I don't want to get too obsessively focussed on this topic, and I'm going to want to post some stuff about my stay here in Texas, but one thing that happened after SXSW had already started was that Harp magazine died. The poor bastards had already paid for a SXSW party, too, which must have been like going to your own wake.
I'll admit it: although I wrote for them a few years back, I never really got a handle on Harp, which seemed to me to be a No Depression wannabe without any of the latter magazine's intellectual firepower. The fact that they paid a whopping five cents a word might well have had something to do with that. As an Austin-based colleague commented to me the day the news got out "My first review, in 1973, I sold to Circus (long-gone mediocre rock mag of the '70s -- ed.) for $15. My last review for Harp I got $15 for. Only difference is what you can get for that fifteen bucks these days."
But over on the Crazed by the Music blog, Jason Gross of Perfect Sound Forever has posted the official statement about the magazine's shut-down (one which, to be honest, is at a slight variant from other stories I've heard from trusted sources), and the money paragraph is here:
"However, according to Glenn Sabin, Guthrie’s CEO, the publication struggled to become profitable. 'We purchased Harp in 2003, and it quickly became a first class product that was highly acclaimed for its often irreverent editorial approach and strong graphical package. Unfortunately, Harp’s critical acclaim never translated into sustaining commercial success. Harp’s lifecycle was ill timed with the precipitous decline of the music software industry, coupled with the consolidation of the consumer magazine newsstand business and rising paper and postage costs.'"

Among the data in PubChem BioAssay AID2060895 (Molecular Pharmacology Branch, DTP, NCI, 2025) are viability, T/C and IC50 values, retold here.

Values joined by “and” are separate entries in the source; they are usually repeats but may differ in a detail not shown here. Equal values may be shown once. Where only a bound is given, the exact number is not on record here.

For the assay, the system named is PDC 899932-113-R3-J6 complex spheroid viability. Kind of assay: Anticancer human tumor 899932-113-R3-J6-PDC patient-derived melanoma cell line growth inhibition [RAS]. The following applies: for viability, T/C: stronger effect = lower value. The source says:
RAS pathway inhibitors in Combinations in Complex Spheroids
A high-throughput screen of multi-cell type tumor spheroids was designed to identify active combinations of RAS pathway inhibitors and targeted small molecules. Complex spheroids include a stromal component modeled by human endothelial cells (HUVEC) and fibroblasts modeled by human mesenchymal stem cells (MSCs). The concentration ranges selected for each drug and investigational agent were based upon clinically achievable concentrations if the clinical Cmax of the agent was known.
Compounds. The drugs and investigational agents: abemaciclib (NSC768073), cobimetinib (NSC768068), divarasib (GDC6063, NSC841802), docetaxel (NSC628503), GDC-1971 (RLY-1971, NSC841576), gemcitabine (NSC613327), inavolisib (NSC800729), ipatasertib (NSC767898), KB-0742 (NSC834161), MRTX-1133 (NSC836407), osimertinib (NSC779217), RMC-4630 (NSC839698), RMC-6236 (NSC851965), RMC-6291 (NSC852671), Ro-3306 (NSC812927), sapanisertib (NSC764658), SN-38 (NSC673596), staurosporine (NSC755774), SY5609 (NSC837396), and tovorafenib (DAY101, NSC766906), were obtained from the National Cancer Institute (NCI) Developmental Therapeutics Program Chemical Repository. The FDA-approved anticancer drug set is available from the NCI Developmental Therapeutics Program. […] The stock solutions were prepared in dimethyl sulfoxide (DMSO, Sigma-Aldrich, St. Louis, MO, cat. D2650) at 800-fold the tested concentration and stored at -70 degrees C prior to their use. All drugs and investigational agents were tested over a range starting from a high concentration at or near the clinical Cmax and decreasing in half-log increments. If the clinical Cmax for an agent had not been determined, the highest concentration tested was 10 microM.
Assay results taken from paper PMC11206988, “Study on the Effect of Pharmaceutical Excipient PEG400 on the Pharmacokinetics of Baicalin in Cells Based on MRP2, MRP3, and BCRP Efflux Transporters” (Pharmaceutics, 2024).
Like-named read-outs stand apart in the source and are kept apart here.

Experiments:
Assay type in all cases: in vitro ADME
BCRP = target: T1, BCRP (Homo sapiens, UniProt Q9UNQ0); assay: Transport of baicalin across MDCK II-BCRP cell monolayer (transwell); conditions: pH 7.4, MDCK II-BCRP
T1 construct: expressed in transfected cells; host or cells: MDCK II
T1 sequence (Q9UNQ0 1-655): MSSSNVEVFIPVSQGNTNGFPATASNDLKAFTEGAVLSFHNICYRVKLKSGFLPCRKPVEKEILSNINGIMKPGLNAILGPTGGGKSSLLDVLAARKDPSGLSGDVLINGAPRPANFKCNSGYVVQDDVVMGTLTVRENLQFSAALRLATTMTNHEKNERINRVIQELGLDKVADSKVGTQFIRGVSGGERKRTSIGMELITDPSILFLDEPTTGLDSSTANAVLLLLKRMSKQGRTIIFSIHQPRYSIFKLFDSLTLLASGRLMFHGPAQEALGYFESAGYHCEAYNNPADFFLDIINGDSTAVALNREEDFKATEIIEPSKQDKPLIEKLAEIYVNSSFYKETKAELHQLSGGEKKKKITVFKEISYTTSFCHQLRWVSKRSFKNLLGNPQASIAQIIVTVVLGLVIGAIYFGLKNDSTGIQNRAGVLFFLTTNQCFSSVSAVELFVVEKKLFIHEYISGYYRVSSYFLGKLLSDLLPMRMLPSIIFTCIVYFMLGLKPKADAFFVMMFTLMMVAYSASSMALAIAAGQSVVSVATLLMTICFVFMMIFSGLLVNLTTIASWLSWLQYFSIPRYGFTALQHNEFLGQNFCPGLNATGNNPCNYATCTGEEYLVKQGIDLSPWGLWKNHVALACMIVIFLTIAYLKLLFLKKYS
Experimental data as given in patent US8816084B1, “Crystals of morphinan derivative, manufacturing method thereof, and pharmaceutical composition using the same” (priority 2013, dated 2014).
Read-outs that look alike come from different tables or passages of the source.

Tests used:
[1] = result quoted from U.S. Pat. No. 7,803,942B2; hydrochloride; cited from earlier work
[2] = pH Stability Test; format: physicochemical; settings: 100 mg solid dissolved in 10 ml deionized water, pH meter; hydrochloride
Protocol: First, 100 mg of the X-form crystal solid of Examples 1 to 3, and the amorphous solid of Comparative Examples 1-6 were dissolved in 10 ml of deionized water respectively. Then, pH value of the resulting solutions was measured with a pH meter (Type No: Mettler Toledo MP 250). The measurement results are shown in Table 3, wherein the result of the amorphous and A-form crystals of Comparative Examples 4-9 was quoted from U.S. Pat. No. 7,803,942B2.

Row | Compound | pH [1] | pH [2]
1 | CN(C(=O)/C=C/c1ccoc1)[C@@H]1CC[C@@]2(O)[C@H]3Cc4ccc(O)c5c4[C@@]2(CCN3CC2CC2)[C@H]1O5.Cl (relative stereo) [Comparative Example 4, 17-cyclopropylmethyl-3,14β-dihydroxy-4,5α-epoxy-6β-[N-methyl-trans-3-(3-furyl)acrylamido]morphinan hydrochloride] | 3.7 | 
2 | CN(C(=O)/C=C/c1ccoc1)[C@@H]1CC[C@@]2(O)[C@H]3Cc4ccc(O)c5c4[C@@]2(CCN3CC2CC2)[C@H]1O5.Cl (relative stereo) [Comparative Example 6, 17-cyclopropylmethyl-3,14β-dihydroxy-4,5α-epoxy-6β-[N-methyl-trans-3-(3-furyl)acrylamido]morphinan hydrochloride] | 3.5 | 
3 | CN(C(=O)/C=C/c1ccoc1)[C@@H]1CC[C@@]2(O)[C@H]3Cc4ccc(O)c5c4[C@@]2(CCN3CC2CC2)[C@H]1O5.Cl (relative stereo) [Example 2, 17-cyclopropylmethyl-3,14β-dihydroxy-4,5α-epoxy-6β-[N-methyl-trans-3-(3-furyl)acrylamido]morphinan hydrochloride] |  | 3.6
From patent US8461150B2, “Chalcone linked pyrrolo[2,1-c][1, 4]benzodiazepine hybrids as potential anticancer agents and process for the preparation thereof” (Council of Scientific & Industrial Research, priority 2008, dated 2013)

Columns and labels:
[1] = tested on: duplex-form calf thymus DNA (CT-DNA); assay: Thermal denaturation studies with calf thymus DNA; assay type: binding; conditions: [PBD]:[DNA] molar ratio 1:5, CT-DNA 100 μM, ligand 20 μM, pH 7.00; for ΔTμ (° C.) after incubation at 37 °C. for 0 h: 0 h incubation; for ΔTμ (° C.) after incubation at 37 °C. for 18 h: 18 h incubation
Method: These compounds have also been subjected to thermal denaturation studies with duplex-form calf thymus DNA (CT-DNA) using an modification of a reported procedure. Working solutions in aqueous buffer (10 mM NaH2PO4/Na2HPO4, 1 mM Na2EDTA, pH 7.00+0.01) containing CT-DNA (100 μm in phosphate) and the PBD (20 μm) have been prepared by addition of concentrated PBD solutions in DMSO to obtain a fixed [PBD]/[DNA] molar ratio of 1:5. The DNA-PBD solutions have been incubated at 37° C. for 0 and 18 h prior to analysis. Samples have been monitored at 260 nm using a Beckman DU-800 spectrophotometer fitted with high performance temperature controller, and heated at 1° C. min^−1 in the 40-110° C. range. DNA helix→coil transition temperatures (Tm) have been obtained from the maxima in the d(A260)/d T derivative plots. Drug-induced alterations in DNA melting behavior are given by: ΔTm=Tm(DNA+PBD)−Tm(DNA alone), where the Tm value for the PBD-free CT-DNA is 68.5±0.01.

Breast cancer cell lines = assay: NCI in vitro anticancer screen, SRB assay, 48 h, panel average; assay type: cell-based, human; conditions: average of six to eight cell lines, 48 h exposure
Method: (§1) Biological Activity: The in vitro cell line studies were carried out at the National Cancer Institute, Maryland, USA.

I'm having a little trouble with that last bit. Oh, the "music software business" means "records" or "CDs" or whatever, and the paper and postage complaint was also part of No Depression's problems. But what does this guy mean by "consolidation of the consumer magazine newsstand business?" I'm not disputing him; I'd really like to know what this phrase means. Not living in the U.S., yet attempting to write for its readers, I don't necessarily see the same things you do.
And a passing thought: if Harp had paid people a decent wage -- not a lot, but up to what other magazines paid -- might they not have attracted a larger readership for better writing and stood out from the crowd a bit more? Because I have to say, I stopped reading Harp long before they stopped sending it to me. It just wasn't very interesting. More interesting, perhaps, than Blender (also rumored to be in trouble) or Spin, but that's not saying much.
Anyway, one thing that came out of the various discussions and panels at SXSW was that there really isn't a consumer music magazine left, at least not one that pays. Maybe I really am better off writing this blog for free. That's a chilling thought...